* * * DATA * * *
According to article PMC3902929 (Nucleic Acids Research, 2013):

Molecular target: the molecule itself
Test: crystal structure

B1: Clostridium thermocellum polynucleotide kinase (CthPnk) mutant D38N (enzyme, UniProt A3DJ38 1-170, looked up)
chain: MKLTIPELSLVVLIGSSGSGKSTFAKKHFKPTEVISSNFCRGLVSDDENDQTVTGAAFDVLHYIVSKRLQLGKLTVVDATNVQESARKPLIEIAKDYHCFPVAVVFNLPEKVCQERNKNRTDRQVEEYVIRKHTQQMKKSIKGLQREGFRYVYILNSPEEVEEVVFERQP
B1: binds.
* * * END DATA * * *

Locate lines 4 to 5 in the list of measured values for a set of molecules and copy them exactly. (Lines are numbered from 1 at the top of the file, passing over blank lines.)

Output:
B1: Clostridium thermocellum polynucleotide kinase (CthPnk) mutant D38N (enzyme, UniProt A3DJ38 1-170, looked up)
chain: MKLTIPELSLVVLIGSSGSGKSTFAKKHFKPTEVISSNFCRGLVSDDENDQTVTGAAFDVLHYIVSKRLQLGKLTVVDATNVQESARKPLIEIAKDYHCFPVAVVFNLPEKVCQERNKNRTDRQVEEYVIRKHTQQMKKSIKGLQREGFRYVYILNSPEEVEEVVFERQP